6:00 central time and Bobby had been shot very very early in the morning in California--pacific time. Maybe 1:00, 2:00. You need to get your facts straight or your book is little more fiction than you realize. You did this once before when speaking of John F. Kennedy. In addition, you like to speak of all your experiences growing up in America, meeting your husband who is not hispanic, yet you come across as the most unloyal American I have ever encountered. If your loyalty to American is in question, we have doubts about the 12 million plus who already do not show a desire to assimilate.

Dee said...

Obviously you are not reading my blogs. I was in Michigan growing up. Lansing Michigan. Eastern High School. Class of 1968. As I recall, we heard the news sometime in the mid-day. They called us into the auditorium. They made an announcement. We all cried.

The funny thing about truth is, you rely on your memory and the facts. You don´t check a clock. You just remember what you happened.

Tweety, we know your agenda.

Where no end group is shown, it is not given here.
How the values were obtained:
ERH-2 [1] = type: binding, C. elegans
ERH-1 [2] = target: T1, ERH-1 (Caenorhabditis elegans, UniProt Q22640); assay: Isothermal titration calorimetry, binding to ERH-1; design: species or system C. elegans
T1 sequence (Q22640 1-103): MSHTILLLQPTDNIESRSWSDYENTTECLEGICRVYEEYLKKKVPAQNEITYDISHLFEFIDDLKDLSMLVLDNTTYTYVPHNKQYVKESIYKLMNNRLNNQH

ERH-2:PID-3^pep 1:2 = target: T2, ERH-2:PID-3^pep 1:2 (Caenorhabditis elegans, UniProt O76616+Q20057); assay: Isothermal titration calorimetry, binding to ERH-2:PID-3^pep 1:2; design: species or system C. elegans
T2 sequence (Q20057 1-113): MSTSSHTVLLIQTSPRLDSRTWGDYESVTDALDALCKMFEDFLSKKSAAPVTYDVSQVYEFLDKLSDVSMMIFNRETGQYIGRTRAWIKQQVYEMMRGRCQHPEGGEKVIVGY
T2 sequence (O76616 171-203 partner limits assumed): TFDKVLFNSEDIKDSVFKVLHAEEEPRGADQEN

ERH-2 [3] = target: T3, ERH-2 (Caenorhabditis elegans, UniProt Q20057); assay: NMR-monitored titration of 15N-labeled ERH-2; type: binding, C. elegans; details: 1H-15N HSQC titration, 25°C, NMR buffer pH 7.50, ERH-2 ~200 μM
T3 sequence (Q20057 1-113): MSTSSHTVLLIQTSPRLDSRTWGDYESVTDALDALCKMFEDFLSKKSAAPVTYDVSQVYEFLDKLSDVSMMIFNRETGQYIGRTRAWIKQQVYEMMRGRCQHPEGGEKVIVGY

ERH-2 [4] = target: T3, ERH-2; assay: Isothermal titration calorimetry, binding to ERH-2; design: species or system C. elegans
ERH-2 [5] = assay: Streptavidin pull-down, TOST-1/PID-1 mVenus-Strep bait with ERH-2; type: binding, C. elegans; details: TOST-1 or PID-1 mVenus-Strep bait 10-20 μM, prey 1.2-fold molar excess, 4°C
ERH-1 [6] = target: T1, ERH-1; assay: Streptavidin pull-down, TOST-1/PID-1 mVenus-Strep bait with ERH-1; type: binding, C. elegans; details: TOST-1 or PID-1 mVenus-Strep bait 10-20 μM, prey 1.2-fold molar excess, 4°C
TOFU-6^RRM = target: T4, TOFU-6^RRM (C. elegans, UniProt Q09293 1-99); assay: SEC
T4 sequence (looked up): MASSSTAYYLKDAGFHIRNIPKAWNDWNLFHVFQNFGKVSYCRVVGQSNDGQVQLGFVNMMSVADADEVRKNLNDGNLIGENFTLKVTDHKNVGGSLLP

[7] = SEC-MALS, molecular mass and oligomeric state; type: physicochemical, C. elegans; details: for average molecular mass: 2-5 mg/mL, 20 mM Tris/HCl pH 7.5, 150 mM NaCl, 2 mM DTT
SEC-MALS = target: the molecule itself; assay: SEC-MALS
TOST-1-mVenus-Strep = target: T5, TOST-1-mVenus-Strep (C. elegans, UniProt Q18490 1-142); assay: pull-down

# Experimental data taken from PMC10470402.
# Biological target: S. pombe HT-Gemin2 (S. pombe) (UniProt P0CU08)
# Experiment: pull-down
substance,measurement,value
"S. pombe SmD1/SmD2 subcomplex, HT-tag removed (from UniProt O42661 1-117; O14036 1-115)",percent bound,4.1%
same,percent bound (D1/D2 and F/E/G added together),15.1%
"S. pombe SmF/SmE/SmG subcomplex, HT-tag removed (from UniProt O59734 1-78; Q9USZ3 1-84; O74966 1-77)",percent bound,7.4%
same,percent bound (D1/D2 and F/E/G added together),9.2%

Dee said...

I think I will introduce you to my husband someday.

Maybe you will listen to a big, Irish guy who is bald, handsome and very nice.

Dee said...

But you know what T, I let everyone post their comments as is and don´t edit them.

Just to let everyone know, yes. I have written a book and some of my blogs are excerpts from my book.

Tweety has prompted me to remember the time JFK visited Lansing. I will this memory on my blog next.

Anonymous said...

If I remember correctly, you mentioned seeing JFK in Texas. What are the odds that you would see both of the Kennedys in person?
Please label your book mostly fiction written by a Mexican who could not totally come to love and care about the USA. By the way, did your sons marry anglo or hispanic women? You should include that in your book.

Dee said...

Anonymous, why not have the courage to leave your name? You don´t have to post your pix.

Anyone who has read anything about me knows I grew up in Michigan.

Apparently you have reading comprehension issues.

Dee said...

What are the odds the Kennedy brothers would run for President and visit Lansing, MI during their campaigns? (the odds = 100%)

If you doubt this, you could always look it up. Try google.